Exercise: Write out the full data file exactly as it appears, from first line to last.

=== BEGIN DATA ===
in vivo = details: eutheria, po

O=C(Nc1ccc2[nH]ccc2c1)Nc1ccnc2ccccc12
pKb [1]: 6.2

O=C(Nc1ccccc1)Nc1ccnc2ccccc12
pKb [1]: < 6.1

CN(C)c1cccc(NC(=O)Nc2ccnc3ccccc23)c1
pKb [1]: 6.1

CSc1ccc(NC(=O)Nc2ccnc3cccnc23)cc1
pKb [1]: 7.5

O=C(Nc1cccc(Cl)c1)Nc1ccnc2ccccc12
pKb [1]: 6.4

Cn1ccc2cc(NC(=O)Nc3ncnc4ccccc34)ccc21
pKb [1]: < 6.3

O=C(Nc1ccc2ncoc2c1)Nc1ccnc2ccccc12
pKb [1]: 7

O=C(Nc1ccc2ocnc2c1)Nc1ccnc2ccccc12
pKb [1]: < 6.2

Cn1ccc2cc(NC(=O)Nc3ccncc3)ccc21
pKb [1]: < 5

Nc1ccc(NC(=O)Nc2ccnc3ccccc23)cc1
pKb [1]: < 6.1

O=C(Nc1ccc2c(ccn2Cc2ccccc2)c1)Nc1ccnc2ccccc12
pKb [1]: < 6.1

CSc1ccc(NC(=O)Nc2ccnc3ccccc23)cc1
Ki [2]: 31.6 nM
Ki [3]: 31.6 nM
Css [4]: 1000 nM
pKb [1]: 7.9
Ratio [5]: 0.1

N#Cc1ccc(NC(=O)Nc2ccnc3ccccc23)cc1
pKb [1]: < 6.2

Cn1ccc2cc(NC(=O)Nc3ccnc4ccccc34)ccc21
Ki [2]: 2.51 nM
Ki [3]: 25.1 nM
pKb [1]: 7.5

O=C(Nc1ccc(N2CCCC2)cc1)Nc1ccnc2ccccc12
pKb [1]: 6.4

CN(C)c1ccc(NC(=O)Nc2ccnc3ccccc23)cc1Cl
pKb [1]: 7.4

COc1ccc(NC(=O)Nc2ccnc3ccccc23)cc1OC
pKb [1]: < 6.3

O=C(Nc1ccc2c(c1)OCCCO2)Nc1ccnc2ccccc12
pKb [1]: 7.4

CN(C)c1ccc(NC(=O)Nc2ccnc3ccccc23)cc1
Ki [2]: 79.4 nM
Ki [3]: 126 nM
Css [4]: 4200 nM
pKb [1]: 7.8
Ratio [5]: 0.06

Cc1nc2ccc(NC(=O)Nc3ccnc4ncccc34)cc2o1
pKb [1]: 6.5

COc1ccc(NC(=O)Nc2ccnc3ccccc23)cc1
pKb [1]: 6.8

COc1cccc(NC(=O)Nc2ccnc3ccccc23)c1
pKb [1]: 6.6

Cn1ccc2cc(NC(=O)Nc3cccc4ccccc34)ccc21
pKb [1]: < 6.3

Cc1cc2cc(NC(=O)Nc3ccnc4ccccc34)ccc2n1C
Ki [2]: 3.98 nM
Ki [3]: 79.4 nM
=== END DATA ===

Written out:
in vivo = details: eutheria, po

O=C(Nc1ccc2[nH]ccc2c1)Nc1ccnc2ccccc12
pKb [1]: 6.2

O=C(Nc1ccccc1)Nc1ccnc2ccccc12
pKb [1]: < 6.1

CN(C)c1cccc(NC(=O)Nc2ccnc3ccccc23)c1
pKb [1]: 6.1

CSc1ccc(NC(=O)Nc2ccnc3cccnc23)cc1
pKb [1]: 7.5

O=C(Nc1cccc(Cl)c1)Nc1ccnc2ccccc12
pKb [1]: 6.4

Cn1ccc2cc(NC(=O)Nc3ncnc4ccccc34)ccc21
pKb [1]: < 6.3

O=C(Nc1ccc2ncoc2c1)Nc1ccnc2ccccc12
pKb [1]: 7

O=C(Nc1ccc2ocnc2c1)Nc1ccnc2ccccc12
pKb [1]: < 6.2

Cn1ccc2cc(NC(=O)Nc3ccncc3)ccc21
pKb [1]: < 5

Nc1ccc(NC(=O)Nc2ccnc3ccccc23)cc1
pKb [1]: < 6.1

O=C(Nc1ccc2c(ccn2Cc2ccccc2)c1)Nc1ccnc2ccccc12
pKb [1]: < 6.1

CSc1ccc(NC(=O)Nc2ccnc3ccccc23)cc1
Ki [2]: 31.6 nM
Ki [3]: 31.6 nM
Css [4]: 1000 nM
pKb [1]: 7.9
Ratio [5]: 0.1

N#Cc1ccc(NC(=O)Nc2ccnc3ccccc23)cc1
pKb [1]: < 6.2

Cn1ccc2cc(NC(=O)Nc3ccnc4ccccc34)ccc21
Ki [2]: 2.51 nM
Ki [3]: 25.1 nM
pKb [1]: 7.5

O=C(Nc1ccc(N2CCCC2)cc1)Nc1ccnc2ccccc12
pKb [1]: 6.4

CN(C)c1ccc(NC(=O)Nc2ccnc3ccccc23)cc1Cl
pKb [1]: 7.4

COc1ccc(NC(=O)Nc2ccnc3ccccc23)cc1OC
pKb [1]: < 6.3

O=C(Nc1ccc2c(c1)OCCCO2)Nc1ccnc2ccccc12
pKb [1]: 7.4

CN(C)c1ccc(NC(=O)Nc2ccnc3ccccc23)cc1
Ki [2]: 79.4 nM
Ki [3]: 126 nM
Css [4]: 4200 nM
pKb [1]: 7.8
Ratio [5]: 0.06

Cc1nc2ccc(NC(=O)Nc3ccnc4ncccc34)cc2o1
pKb [1]: 6.5

COc1ccc(NC(=O)Nc2ccnc3ccccc23)cc1
pKb [1]: 6.8

COc1cccc(NC(=O)Nc2ccnc3ccccc23)c1
pKb [1]: 6.6

Cn1ccc2cc(NC(=O)Nc3cccc4ccccc34)ccc21
pKb [1]: < 6.3

Cc1cc2cc(NC(=O)Nc3ccnc4ccccc34)ccc2n1C
Ki [2]: 3.98 nM
Ki [3]: 79.4 nM